A top secret base at the Arctic Circle has come under attack when a huge magnet hovered down from the sky and picked it up to steal it, sending the staff and guards flying, or more accurately, dropping. Who could be behind this and what is their overall plan? It’s safe to say that whatever it is, it’s nothing to do with former villain Gru (voiced by Steve Carell) who has given up the bad life for a far more benevolent one, living quietly with his three adopted daughters he had gathered as part of a previous scam but is now devoted to. However, he still has the skills and experience in villainy to be of use to the authorities, and they want to speak to him: can Gru truly turn hero and track down the next big thing in global evil?
Despicable Me was a surprise smash, an unashamedly daft and warm hearted cartoon telling the story of your typical James Bond adversary on their side, though the fact that he was fully reformed by the end of it would seem to have put the kibosh on any further adventures in that vein. But just as Jaws turned into a goodie at the end of Moonraker, Gru committed to heroism with the same dedication as his former moon-coveting personality did to wickedness. It should have meant the character was watered down and of less interest, yet if anything this newfound benevolence made him even more popular, this sequel becoming one of the biggest animated movies of its age, and leading on to what was to become the nearly most successful cartoon ever behind Disney’s Frozen.
That was Minions, and though these numbers aren’t adjusted for inflation or take into account precisely how many of the world’s population had actually seen it, you could make an educated guess that this franchise was a pretty darn big hit. Back at part 2, directors Chris Renaud and Pierre Coffin (who voiced those Minions themselves) had a continuation of a theme they had established from part 1 they wished to convey, which was why Gru this time around won himself the heart of a fair maiden. Not that this was going to be an easy goal, if anything it was tougher than capturing the moon or, as his mission was this time, stopping a returning supervillain from kidnapping his Minions and transforming them into indestructible monsters.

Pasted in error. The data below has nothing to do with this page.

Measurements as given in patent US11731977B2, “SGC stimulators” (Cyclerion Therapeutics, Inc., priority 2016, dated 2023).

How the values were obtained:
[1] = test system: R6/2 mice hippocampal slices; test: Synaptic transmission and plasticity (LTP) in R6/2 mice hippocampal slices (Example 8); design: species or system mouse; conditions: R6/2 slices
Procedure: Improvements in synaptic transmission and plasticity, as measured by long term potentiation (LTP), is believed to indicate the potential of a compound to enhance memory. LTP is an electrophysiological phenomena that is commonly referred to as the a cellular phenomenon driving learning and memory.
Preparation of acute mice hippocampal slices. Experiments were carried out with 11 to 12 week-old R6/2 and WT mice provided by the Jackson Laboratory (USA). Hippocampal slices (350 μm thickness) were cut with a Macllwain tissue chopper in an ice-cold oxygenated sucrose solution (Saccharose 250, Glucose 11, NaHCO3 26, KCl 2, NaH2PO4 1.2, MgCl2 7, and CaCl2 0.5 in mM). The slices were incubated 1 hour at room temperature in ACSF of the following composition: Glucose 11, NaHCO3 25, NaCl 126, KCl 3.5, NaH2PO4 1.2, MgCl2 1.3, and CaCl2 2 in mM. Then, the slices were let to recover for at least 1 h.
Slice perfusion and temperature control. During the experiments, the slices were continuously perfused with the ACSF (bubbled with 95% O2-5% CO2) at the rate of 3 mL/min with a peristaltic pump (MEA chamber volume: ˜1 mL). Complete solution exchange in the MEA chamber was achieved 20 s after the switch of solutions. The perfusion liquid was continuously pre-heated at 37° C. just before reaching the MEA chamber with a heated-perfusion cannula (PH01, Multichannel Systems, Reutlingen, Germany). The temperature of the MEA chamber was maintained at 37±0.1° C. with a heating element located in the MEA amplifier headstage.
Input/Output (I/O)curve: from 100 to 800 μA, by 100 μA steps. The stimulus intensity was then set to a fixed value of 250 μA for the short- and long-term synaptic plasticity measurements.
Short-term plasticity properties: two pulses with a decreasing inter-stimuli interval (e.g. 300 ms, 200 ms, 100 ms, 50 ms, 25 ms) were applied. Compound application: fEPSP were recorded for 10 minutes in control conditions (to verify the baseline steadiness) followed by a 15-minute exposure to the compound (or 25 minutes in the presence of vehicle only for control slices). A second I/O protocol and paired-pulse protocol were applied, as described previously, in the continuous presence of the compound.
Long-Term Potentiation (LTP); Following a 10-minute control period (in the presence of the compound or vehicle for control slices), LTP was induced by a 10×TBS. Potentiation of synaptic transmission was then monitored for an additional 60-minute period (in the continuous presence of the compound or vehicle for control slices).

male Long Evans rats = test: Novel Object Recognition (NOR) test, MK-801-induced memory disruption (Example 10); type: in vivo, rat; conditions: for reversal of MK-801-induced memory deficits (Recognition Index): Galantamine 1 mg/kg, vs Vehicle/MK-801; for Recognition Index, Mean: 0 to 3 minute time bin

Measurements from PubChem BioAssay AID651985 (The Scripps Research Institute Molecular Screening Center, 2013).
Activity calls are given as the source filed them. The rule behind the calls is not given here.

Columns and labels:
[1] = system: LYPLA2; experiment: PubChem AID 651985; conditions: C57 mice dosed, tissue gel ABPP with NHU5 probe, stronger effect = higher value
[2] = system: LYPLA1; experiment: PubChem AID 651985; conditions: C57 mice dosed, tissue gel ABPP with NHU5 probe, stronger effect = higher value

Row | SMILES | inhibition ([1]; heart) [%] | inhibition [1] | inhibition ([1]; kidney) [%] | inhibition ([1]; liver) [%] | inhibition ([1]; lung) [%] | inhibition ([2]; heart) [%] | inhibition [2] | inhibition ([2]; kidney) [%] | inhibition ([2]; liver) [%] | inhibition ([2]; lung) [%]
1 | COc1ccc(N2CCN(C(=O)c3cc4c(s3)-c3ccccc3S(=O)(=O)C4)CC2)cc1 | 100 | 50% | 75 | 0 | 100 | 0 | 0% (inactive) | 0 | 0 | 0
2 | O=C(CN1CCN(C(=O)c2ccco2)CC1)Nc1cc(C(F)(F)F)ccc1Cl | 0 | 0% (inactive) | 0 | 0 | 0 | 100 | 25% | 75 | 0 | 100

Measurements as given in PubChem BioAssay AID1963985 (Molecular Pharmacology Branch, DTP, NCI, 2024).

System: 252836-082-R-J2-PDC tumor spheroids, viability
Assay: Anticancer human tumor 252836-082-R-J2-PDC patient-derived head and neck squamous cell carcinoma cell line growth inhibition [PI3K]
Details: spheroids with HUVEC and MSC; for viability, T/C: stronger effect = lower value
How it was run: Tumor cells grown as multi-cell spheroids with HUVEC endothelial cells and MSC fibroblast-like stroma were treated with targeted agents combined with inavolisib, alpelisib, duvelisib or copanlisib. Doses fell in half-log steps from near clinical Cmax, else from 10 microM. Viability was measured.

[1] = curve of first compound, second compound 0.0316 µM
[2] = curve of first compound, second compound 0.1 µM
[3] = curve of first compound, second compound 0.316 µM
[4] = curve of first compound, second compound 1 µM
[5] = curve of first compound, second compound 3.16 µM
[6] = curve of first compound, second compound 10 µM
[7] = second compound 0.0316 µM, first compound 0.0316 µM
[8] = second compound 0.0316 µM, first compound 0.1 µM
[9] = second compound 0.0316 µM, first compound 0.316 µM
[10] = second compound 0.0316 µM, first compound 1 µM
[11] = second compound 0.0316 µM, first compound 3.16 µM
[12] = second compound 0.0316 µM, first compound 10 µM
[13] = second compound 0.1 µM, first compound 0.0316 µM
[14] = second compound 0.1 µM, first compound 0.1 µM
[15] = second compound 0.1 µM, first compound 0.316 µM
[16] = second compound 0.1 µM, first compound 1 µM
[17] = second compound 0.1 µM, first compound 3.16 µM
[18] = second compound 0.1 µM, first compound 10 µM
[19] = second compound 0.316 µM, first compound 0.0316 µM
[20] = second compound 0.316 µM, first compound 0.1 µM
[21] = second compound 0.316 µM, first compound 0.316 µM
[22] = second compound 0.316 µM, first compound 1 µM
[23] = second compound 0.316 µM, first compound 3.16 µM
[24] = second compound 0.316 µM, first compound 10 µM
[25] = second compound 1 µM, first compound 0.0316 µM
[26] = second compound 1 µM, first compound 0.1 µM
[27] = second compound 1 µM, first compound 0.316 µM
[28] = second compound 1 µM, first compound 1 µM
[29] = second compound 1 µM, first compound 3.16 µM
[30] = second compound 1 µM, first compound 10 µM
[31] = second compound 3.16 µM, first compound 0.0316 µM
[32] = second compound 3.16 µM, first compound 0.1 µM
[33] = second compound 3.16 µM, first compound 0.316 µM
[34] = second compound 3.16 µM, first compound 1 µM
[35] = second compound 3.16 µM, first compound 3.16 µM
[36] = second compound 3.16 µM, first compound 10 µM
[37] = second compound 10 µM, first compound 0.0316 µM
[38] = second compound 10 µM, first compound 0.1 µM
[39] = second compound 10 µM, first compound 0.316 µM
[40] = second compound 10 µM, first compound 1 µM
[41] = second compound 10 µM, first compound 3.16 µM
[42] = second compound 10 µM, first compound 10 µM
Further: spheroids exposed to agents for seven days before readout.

Not that he notices this until the movie is well into its second half, but he is distracted, first by one of the girls, Margo (Miranda Cosgrove), developing an interest in getting a boyfriend which agitates her guardian, and then by him developing an interest in the agent who has been assigned to assist him in the mission, Lucy Wilde (Kristen Wiig), which is reciprocated. The message was clear, it wasn’t simply a plot convenience that Gru was on the side of the good guys now, it was part of what being loved did for him. Add a little love to your life, according to this, and you will feel a lot more worthwhile – as Dean Martin once sang, you’re nobody till somebody loves you, which didn’t show up on the soundtrack to this but might as well have.
What was there was Pharrell Williams’ tunes, and that included the song that was impossible to escape in the summer of 2013, and indeed for some time after, Happy which accompanies Gru’s cheery stroll through town, which may make you nostalgic for that time when it was so ubiquitous, or may want to make you mute the sound when that bit happens, should you be utterly sick of it still. What nobody seemed sick of were those little yellow, dungareed chaps the Minions, still gabbling away in high pitched mangling of a host of languages and probably for most audiences stealing the show from under the bigger names in the voice cast (which at one point included Al Pacino until he left the project to be replaced by Benjamin Bratt). With their relentlessly upbeat state of mind, giggling away at every opportunity, they were as disarming as the rest of Despicable Me 2, which may not have been operating at Pixar or Ghibli levels of excellence, but were very good at what they did, and struck the worldwide public’s funny bone with admirable accuracy.